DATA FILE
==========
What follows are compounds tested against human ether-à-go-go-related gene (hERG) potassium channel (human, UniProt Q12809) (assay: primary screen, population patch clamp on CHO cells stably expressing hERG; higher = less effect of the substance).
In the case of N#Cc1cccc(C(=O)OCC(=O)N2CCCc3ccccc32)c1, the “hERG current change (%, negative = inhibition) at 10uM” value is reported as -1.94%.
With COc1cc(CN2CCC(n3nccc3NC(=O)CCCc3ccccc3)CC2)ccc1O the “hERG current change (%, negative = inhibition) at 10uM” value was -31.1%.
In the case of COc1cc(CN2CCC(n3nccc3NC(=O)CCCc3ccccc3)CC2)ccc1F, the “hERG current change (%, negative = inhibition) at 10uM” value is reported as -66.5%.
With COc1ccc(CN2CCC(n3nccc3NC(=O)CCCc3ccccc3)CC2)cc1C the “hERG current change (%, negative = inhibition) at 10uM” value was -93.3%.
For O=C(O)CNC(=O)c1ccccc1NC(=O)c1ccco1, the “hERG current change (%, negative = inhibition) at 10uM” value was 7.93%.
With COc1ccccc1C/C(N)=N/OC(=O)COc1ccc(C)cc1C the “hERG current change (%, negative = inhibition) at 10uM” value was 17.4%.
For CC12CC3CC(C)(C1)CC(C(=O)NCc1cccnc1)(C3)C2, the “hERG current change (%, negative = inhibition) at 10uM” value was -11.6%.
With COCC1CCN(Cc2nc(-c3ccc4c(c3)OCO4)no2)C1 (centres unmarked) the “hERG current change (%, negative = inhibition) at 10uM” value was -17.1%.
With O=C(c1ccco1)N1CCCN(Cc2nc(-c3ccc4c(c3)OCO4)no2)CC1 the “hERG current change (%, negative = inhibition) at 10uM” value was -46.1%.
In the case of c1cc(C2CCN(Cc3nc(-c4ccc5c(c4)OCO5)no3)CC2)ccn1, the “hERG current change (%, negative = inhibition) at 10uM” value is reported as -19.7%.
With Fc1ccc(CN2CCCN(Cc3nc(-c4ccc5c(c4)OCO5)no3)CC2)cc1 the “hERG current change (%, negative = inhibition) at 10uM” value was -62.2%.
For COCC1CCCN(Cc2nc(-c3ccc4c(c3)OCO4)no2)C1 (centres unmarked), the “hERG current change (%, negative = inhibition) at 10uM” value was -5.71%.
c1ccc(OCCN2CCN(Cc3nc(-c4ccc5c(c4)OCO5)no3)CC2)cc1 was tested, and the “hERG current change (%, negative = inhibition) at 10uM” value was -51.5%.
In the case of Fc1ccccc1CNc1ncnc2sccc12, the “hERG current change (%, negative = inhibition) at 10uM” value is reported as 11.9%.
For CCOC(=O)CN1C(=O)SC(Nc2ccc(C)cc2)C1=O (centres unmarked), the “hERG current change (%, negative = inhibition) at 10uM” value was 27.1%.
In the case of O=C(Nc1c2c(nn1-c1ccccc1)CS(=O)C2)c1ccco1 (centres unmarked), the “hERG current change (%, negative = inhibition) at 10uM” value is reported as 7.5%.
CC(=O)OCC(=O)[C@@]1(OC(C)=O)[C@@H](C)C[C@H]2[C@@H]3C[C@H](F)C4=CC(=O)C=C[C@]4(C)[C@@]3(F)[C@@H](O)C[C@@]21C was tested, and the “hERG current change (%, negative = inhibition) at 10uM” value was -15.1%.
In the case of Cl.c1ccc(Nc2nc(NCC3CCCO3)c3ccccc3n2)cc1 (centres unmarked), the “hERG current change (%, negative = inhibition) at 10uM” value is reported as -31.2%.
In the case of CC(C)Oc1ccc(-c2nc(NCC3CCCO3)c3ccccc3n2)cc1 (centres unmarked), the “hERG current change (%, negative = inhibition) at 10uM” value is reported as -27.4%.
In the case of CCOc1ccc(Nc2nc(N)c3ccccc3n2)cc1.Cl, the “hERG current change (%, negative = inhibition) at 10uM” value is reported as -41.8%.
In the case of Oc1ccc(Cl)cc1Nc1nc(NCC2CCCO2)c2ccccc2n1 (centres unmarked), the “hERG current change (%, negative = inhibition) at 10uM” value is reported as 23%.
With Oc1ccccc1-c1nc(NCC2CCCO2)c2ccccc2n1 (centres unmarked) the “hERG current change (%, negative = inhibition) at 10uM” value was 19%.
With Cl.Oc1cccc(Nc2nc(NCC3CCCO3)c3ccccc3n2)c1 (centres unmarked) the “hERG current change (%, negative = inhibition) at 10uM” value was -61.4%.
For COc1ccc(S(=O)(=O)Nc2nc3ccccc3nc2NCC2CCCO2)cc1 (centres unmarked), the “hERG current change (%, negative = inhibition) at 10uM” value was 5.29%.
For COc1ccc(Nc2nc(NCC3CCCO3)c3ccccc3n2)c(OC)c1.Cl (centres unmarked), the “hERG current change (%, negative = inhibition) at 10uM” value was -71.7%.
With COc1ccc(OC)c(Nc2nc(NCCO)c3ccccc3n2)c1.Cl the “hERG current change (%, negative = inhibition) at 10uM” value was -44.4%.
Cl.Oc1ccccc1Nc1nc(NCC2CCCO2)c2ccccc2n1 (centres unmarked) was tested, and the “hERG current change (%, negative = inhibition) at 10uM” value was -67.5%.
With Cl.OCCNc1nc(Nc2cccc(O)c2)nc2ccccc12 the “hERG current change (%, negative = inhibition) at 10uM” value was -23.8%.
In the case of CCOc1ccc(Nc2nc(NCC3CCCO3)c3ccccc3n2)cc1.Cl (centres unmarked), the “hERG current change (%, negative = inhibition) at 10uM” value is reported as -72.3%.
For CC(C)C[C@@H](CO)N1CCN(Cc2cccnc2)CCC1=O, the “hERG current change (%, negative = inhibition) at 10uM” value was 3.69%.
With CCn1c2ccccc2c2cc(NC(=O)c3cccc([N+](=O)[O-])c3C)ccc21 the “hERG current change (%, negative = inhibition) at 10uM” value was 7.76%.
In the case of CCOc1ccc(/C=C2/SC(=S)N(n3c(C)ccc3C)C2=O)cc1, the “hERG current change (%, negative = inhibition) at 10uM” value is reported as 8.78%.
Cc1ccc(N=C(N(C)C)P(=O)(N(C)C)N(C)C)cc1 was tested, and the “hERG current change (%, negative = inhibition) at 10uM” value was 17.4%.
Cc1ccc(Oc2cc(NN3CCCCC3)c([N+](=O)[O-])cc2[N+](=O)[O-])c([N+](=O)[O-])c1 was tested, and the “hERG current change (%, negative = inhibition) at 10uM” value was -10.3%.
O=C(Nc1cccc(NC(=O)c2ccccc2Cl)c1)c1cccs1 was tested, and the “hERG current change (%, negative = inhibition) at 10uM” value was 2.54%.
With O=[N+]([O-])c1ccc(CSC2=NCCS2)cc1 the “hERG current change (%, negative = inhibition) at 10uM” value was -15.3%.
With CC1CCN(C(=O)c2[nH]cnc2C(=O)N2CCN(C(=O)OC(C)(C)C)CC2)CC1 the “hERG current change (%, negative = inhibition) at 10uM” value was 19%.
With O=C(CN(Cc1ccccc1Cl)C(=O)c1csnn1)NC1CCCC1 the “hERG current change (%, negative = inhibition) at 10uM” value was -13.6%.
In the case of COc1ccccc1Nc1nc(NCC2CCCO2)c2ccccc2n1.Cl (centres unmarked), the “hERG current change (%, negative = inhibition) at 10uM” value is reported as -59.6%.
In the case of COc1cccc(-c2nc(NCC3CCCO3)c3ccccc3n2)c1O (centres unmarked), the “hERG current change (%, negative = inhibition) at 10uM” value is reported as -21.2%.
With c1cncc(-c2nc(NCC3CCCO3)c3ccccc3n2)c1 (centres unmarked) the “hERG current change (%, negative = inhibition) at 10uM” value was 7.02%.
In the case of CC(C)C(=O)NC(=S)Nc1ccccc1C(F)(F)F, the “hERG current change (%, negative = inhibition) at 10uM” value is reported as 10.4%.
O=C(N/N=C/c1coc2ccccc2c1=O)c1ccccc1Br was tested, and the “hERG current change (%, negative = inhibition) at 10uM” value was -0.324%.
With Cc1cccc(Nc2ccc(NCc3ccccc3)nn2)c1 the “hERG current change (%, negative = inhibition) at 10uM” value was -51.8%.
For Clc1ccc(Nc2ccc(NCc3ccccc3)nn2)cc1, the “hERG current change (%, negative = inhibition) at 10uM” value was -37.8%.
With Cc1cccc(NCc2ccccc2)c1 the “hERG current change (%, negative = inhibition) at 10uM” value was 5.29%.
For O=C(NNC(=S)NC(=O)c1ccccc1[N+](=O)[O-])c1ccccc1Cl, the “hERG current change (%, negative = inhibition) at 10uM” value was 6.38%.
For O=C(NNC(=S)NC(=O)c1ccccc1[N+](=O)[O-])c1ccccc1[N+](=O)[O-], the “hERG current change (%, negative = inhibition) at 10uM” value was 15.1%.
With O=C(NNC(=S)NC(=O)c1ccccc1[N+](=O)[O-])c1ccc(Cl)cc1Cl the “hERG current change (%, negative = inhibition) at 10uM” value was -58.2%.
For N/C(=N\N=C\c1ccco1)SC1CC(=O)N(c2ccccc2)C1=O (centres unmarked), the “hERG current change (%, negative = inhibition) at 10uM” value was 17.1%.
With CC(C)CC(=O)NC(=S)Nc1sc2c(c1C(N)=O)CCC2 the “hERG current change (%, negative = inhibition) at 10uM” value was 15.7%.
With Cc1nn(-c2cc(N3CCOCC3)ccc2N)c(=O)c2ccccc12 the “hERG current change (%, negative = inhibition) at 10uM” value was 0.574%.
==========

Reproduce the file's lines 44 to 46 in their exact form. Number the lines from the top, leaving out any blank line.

O=C(N/N=C/c1coc2ccccc2c1=O)c1ccccc1Br was tested, and the “hERG current change (%, negative = inhibition) at 10uM” value was -0.324%.
With Cc1cccc(Nc2ccc(NCc3ccccc3)nn2)c1 the “hERG current change (%, negative = inhibition) at 10uM” value was -51.8%.
For Clc1ccc(Nc2ccc(NCc3ccccc3)nn2)cc1, the “hERG current change (%, negative = inhibition) at 10uM” value was -37.8%.